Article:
When it comes to fitness, the most common question (and the toughest one to answer) is “How long will it take me to see results?”

It’s tough to answer this question because it depends on the person, how much effort they put in, how consistently they are working out and how efficiently their body works.

The good news is you can see results in the short term and the long term. As soon as you work out, you can feel some results right away. A good workout can make you feel stronger and more toned. Exercise also releases endorphins that will make you feel generally happier and more energetic during and after the workout. As an added bonus, you’re likely to sleep better that night.

If you’re looking to make a more significant change, like boosting cardiovascular endurance or building muscle, you need to make longer term lifestyle changes.

Improving cardiovascular strength

Let’s say you want to boost your cardiovascular health. While it’s different for everyone, this can take eight to 12 weeks of consistent exercise on average. You should aim to do at least 30 minutes of moderate-intensity cardiovascular exercise three times per week.

Resting heart rate can decrease by up to 1 beat per minute in sedentary individuals with each week of aerobic training, at least for the first few weeks before you level off. Other studies have shown smaller reductions with fewer than 5 beats following up to 20 weeks of aerobic training.

If you want to improve your cardiovascular strength and endurance quicker, interval training and high-intensity interval training (HIIT) are the most efficient forms of cardio workouts. One study found that HIIT can have a greater impact on reducing your resting heart rate than moderate-intensity interval training and moderate-intensity continuous training, like jogging.

Losing weight

When it comes to weight loss, it’s difficult to predict how long it will take for results. It depends on a person's specific goals, body type, weight, age, and other factors.

No matter what goals you’re trying to achieve, healthy eating habits have to be an integral part of your workout routine. If you’re trying to lose some weight through exercise, it’s possible to start seeing results in two to three weeks. But if you want to keep the weight off, you'll need a routine that progresses slowly and steadily and includes a nutrition plan to support your physical activity.

Building muscle

If you’re trying to build muscle through strength training, it’s possible to see results after just one session. That’s because of the ‘muscle pump’ phenomenon, which refers to the increased blood, oxygen, and lactic acid that moves to your muscles during a super-intense lifting session.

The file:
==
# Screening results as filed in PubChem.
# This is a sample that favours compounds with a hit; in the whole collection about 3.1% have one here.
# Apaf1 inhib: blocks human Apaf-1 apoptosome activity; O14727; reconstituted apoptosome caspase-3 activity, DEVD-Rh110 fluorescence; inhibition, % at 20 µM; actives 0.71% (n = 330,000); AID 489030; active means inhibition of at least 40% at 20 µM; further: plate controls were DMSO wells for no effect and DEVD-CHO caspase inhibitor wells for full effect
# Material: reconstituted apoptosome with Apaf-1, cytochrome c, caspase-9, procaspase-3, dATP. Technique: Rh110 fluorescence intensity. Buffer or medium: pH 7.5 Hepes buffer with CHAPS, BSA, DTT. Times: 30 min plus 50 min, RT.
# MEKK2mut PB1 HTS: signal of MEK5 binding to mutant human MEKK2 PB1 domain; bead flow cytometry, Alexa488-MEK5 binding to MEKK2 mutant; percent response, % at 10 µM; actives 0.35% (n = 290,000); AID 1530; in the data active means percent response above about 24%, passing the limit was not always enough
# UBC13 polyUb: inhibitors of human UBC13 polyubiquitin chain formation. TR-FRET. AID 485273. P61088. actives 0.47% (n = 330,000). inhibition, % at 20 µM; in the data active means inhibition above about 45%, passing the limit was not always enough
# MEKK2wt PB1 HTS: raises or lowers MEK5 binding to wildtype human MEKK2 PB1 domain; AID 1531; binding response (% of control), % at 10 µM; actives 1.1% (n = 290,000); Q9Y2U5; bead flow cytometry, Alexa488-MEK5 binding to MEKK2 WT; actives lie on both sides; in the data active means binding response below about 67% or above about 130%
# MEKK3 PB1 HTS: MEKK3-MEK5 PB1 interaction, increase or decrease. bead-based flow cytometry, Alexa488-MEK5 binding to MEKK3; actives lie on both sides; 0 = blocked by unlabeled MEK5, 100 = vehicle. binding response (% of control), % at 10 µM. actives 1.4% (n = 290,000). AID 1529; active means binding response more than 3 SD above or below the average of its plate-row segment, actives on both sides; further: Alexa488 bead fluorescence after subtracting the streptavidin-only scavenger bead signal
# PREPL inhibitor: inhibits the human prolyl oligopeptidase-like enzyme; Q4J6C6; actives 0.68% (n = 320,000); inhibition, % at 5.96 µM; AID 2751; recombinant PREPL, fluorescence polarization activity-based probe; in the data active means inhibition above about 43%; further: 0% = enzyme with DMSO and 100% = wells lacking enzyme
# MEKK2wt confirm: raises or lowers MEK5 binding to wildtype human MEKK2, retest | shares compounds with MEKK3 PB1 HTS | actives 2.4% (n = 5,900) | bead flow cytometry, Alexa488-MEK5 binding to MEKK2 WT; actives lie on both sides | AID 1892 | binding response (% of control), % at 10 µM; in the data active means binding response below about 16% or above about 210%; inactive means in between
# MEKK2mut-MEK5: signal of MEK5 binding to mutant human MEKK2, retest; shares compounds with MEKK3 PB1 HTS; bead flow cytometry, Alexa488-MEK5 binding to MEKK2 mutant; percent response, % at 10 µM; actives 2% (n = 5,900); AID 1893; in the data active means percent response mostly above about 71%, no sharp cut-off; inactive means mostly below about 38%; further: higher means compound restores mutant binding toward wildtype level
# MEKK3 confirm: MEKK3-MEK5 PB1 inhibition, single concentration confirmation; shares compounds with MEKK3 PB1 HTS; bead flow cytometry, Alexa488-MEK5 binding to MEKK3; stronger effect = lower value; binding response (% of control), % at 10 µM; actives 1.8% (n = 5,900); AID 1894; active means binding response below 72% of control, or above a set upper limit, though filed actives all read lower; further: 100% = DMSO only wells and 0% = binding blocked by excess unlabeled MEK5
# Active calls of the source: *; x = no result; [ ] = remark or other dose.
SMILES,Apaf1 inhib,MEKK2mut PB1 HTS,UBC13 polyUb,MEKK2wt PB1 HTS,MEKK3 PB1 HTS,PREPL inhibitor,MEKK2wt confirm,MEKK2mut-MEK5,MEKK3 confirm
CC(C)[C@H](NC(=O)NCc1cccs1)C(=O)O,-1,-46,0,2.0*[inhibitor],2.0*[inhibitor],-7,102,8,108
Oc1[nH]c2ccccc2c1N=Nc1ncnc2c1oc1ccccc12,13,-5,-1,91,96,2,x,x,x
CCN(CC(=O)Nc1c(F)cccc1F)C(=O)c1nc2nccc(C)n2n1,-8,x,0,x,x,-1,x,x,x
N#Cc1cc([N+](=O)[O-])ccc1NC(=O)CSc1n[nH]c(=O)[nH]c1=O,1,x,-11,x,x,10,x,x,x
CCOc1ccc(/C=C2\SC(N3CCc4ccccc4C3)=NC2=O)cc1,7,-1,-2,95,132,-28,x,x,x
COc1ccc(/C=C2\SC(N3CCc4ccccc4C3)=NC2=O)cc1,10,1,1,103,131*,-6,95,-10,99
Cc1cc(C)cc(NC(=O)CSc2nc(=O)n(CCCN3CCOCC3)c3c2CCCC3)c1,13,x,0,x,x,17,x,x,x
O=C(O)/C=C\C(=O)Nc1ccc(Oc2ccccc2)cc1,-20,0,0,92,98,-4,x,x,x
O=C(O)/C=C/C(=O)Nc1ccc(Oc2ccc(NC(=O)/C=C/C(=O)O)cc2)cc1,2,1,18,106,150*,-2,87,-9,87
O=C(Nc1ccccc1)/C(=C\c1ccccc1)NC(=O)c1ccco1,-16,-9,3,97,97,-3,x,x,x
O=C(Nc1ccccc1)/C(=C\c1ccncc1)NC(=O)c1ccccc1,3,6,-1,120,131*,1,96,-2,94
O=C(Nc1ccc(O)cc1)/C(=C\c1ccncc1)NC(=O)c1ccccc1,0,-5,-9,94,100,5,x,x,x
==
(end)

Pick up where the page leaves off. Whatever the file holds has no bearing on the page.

That initial boost in your muscle size is just a sneak peek. If you’re just starting, you may notice a difference in your muscles and strength roughly six to eight weeks into your strength training program. If you’re more advanced, results might take longer – close to eight-to-12 weeks. This estimated timing will be different for everyone.

To build muscle, aim for three-to-five strength training sessions per week with more sets and reps at 75 to 85 percent of your one-rep maximum. Keep your rest time minimal. It’s also important to make sure you eat enough protein.

The general rule if you want to build muscle is to consume 0.8 to 1 gram of protein per day for every pound of body weight. So, a 150-pound woman would aim to eat at least 150 grams of protein per day. Protein helps you stay fuller for longer compared to when you eat carbs or fats, so it can help curb your appetite while fueling and recharging your muscles.

If you’re trying to get stronger, but not looking for big biceps, you could aim for two-to-four weekly sessions with fewer reps and sets at 85 to 100 percent of your one rep maximum. Rest for about three minutes between sets. If you’re not sure what your one-rep maximum is, choose a weight that feels challenging, but not impossible, on the final rep.

If you want to see results, the best advice is to focus on the short-term wins. How do you feel when you work out? Are you sleeping better? Do you feel better about how you look? These shorter-term rewards will help you stick with your workouts on a consistent basis, and the longer term results will follow.